Soonday (korean stuffed sausage)
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Soonday (korean stuffed sausage)
  Sausage    Korean  
Last updated 6/12/2012 1:23:32 AM. Recipe ID 56665. Report a problem with this recipe.
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      Title: Soonday (korean stuffed sausage)
 Categories: Sausage, Korean
      Yield: 6 Servings
 
      1    Yard small beef intestine
      2 c  Rice, cooked but still firm
      2    Garlic cloves; crushed
      1 sl Fresh ginger, 1", crushed
      1 ts Salt
    1/2 ts Pepper; black or white
      1 tb Korean sesame oil
      1 ts Sesame seeds; crushed
      5    Scallions; chopped
      2 c  Beef or pork blood
 
  "In a number of cultures cooks stuff the small intestine of the cow,
  sheep or pig and boil, bake or roast it. In Tunisia, this is known as
  "merguez", in Eastern Europe as "kishke", in Indonesia, it is the
  spectacular "usus" in coconut milk. The "soonday" of Korea is
  entirely different.
  
  It originated in the cold climate of mountainous North Korea where the
  intestines of the wild mountain pigs were used. Now it's prepared all
  over the country and brought in large buckets to the public markets
  of Pusan, Kyongu, Seoul, Taegu and elsewhere. This sausage stuffing
  is made of rice, seasonings and beef or pork blood (or substitute 8
  ounces canned tomato puree).
  
  1. Clean the intestine as received from your butcher once again.
  Rinse well in cold water, then soak in lightly salted water for 1
  hour; this makes the intestine firm and easier to handle. Tie up one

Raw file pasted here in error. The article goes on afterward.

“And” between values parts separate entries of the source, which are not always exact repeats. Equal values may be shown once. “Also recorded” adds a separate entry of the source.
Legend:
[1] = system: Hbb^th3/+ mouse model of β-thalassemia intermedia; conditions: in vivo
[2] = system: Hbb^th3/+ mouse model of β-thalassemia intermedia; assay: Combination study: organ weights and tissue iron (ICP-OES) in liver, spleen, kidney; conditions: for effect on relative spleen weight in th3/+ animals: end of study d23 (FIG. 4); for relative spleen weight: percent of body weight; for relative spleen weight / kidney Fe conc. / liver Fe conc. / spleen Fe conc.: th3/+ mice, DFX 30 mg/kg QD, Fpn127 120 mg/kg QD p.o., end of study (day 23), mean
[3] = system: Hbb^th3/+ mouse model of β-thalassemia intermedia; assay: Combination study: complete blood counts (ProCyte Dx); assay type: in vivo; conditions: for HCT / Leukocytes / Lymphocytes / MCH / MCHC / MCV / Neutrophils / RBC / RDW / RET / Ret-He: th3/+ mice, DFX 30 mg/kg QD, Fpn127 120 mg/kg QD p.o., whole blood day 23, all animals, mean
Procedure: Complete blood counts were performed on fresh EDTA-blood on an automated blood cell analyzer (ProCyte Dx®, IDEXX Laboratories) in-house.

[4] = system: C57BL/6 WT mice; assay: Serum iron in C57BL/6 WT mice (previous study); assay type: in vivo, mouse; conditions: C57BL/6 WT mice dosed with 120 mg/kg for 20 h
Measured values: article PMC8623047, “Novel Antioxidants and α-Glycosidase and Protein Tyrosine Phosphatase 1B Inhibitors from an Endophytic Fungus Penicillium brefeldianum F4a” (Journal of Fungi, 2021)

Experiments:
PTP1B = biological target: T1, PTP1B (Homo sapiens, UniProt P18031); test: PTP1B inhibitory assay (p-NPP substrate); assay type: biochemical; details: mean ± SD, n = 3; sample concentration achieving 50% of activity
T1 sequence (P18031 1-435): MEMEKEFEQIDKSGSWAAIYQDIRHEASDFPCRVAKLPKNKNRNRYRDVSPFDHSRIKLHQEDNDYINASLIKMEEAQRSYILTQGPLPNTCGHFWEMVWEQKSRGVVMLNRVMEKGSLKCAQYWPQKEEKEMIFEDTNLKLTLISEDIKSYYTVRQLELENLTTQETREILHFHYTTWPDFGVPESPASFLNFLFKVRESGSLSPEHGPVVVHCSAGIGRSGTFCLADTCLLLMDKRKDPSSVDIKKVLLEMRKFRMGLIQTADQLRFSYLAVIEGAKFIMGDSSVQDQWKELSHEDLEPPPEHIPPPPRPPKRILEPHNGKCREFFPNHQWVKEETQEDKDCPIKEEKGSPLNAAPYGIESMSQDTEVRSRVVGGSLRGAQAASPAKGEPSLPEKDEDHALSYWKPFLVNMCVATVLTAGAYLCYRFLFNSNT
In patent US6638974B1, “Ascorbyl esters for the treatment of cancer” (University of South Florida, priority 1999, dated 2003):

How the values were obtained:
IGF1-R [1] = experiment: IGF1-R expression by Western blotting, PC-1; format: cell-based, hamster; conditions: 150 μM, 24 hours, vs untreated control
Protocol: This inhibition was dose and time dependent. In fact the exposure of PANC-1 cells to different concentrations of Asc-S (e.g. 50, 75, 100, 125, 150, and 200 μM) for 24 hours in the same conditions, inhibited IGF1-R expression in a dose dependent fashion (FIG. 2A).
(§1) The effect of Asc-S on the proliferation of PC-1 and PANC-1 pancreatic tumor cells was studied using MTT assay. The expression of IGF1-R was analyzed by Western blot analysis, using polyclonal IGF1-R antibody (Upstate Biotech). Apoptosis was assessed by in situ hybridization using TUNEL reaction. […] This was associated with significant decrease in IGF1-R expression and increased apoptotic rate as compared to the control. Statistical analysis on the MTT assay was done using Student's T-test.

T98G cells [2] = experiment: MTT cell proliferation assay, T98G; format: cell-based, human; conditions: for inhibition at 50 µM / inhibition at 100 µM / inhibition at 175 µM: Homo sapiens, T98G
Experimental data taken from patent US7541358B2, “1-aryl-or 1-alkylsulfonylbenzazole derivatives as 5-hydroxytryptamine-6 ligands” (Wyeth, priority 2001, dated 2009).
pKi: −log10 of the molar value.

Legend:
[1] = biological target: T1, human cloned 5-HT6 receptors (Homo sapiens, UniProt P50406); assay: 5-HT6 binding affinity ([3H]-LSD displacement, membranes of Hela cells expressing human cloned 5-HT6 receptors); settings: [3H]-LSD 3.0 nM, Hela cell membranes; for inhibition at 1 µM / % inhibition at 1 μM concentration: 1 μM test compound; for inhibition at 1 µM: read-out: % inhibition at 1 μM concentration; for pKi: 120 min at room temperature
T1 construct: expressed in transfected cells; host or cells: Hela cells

end firmly with cotton string.
  
  2. Prepare the stuffing. Mix the cooked rice, garlic, ginger, salt,
  pepper, sesame oil, sesame seeds, scallions and either blook or
  tomato puree. Loosely stuff the intestine either by machine or by a
  funnel ~- forcing the stuffing along the entire length. Do not fill
  too tightly since the intestine may split in cooking when the rice
  expands. Tie the open end firmly.
  
  The intestine may also be stuffed as individual sausages in which
  case it is cut into the desired lengths, tied, filled and tied again.
  
  3. Place the soonday in a large pan, curling it around like a snail.
  Cover it with lightly salted water and bring to a boil. Then turn to
  low and cook uncovered for 3/4 hour. At the end of this time, insert
  a skewer in the soonday to test for doneness. As when testing a cake,
  if the skewer is dry and the soonday is firm to pressure, it is done.
  
  Cut diagonally into 1/4-inch thick slices and serve warm or at room
  temperature (warm is better). Serve on festive occasions especially
  after the harvest of rice, cabbage (or whatever is being grown) with
  your favorite Korean dip.
  
  Serves 6 to 8.
  




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Recipe ID 56665 (Apr 03, 2005)

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